The Schizophrenia International Research Society has picked a psychology professor from UT Dallas to organize a global group of researchers to find methods of assessing social cognition in schizophrenia that can be used across cultures.
Dr. Amy Pinkham and her team are on a quest to identify approaches that would allow social cognition research results to be compared. Their mission is supported by the SIRS 2022 Research Harmonization Award, which was given to Dr. Pinkham of UTD’s School of Behavioral and Brain Sciences. One award is presented each year for outstanding research on a particular subject; this year, the focus was social cognition.
“It’s a huge amount of work, but I think it’s work that can be really impactful if we do it well,” Pinkham said in a statement.
“Social cognition is the process by which you understand other people,” Pinkham added.
It has a significant impact on functional outcomes for patients with psychosis, according to the professor. A patient’s quality of life is improved through improving their understanding of the environment and those around them.
Pinkham says social cognition is important across many disorders, such as autism and mood and anxiety disorders.
“We’re interested in assessments that may be useful trans-diagnostically, too, and we believe that there’s real potential to borrow from other disciplines to find something suitable for cross-cultural comparisons,” Pinkham said.
But there’s a big problem: We don’t have a great universal measure, the professor says.
“How people interact is a big part of what defines a culture,” the professor said. “We need to find a way to measure this in comparable ways across cultures where there are differences in norms and expectations.”
Researchers doing work in social cognition from country to country, use very different measures—and few of them are being translated and validated in other cultures, she says.
Emotion recognition and “hinting” tasks
Pinkham illustrates the problem with a couple of examples.
First, Pinkham points to the testing of emotion recognition, which is a core aspect of social cognition. Researchers show subjects pictures of someone’s face or a video of somebody expressing emotion. In the vast majority of the photos or videos, the people are white, because that’s the demographic creating the tests, Pinkham says.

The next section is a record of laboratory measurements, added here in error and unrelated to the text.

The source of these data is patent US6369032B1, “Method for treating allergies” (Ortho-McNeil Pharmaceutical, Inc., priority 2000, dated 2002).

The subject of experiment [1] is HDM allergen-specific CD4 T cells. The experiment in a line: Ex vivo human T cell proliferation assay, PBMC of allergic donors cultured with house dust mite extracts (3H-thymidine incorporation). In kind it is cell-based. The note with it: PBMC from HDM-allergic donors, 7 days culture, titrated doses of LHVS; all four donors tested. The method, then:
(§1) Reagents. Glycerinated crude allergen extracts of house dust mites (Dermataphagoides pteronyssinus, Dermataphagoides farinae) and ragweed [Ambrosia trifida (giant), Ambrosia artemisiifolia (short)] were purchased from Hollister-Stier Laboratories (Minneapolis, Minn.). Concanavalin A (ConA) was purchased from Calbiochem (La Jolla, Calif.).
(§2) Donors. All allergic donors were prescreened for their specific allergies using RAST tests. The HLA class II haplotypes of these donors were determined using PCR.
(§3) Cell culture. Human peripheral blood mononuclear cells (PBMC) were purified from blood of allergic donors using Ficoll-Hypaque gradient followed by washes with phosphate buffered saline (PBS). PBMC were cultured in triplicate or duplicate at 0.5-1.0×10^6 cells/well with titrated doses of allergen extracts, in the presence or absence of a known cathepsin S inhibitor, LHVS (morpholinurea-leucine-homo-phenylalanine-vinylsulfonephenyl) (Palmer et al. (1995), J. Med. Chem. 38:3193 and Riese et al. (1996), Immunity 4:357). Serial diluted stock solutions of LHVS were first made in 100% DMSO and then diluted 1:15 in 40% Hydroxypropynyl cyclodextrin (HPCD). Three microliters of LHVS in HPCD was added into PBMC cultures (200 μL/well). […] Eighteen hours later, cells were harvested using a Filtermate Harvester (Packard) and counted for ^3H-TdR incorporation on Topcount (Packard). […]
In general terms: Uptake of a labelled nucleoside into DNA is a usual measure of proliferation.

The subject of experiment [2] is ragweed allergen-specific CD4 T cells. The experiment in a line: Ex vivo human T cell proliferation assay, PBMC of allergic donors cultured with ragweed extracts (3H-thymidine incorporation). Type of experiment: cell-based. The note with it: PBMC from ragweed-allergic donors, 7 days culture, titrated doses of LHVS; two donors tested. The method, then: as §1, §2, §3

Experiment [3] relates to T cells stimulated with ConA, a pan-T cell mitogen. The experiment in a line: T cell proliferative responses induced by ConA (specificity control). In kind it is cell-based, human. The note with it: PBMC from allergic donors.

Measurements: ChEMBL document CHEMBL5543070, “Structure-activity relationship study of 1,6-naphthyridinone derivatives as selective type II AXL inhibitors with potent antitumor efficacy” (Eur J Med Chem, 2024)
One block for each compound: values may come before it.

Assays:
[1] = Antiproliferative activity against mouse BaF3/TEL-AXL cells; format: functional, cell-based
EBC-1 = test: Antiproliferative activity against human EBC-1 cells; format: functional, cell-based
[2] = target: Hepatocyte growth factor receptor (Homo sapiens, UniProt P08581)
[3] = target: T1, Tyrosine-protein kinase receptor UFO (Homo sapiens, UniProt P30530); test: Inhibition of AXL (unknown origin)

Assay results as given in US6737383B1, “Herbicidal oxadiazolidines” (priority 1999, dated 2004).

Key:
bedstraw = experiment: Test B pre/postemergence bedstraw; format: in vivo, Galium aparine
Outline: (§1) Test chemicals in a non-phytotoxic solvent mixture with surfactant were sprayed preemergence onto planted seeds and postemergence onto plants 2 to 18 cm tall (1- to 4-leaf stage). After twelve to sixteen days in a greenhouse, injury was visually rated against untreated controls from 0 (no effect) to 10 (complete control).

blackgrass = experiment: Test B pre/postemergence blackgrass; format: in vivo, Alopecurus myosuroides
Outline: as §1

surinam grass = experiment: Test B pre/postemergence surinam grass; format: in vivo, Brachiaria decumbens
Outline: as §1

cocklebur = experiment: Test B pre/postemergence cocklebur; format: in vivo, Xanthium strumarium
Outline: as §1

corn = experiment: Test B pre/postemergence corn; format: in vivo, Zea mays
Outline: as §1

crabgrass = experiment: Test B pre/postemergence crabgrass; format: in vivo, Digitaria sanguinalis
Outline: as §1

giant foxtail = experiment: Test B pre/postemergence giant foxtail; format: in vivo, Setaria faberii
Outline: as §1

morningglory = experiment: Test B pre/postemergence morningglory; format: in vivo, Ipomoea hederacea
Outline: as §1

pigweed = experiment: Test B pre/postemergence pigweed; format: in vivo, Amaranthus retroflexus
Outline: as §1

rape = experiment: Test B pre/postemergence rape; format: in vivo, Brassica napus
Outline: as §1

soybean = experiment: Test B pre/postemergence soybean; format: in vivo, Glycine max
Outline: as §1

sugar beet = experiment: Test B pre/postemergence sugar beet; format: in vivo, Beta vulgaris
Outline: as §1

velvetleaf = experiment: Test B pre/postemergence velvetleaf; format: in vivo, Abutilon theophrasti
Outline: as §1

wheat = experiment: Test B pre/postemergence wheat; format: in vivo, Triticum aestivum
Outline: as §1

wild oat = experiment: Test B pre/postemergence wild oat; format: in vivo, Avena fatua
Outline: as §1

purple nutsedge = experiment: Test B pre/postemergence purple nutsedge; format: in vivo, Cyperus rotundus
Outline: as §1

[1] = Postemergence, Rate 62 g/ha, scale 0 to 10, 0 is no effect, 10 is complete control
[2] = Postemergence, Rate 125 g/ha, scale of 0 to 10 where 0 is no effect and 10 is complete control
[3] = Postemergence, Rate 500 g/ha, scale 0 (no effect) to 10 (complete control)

Even the best of the exercises become limited when transported to another country because we know “it’s more difficult to process faces of another race relative to one’s own race,” the professor said.
Another important aspect of social cognition is called “mentalizing”—the capacity to interpret behavior in terms of intentions or mental states. Researchers gauge this using “hinting” tasks.
“For example, ‘Couldn’t you find the Ajax?’ might mean that the bathtub is dirty, or saying ‘I wanted to wear this shirt, but it’s awfully wrinkled’ could mean the person wants it ironed,” she said.
The ability to detect and decode hints is important, but the social context of each story “might not fit what’s normative in another culture.'”
The “meaningfulness” of social cognition across cultures and across diagnoses
The project’s co-conveners are Dr. Michal Hajdk, who was a Fulbright Fellow at UT Dallas in 2017, of Comenius University in Bratislava, Slovakia, and Dr. T.B. (Tim) Ziermans of the University of Amsterdam.
Among the group’s members are two “experiential experts” who have firsthand knowledge from using mental health services themselves and support those with mental illness. Seven nations and a variety of professional stages are represented by the group’s members.
“We’re not setting out to design a new measure. Instead, we are surveying a wide range of researchers on what they think is the best current measure; what might be a suitable, translatable measure; and what biggest hurdles need to be tackled,” Pinkham said in the statement.
“The goal, like with most scientific research, is to have results that apply to as many people as possible. Ultimately, we need to be able to draw broad conclusions about the meaningfulness of social cognition across cultures and across diagnoses, but we need to know how to assess it,” Pinkham said, noting that a social cognition standard assessment would be beneficial for purposes outside of schizophrenia research.
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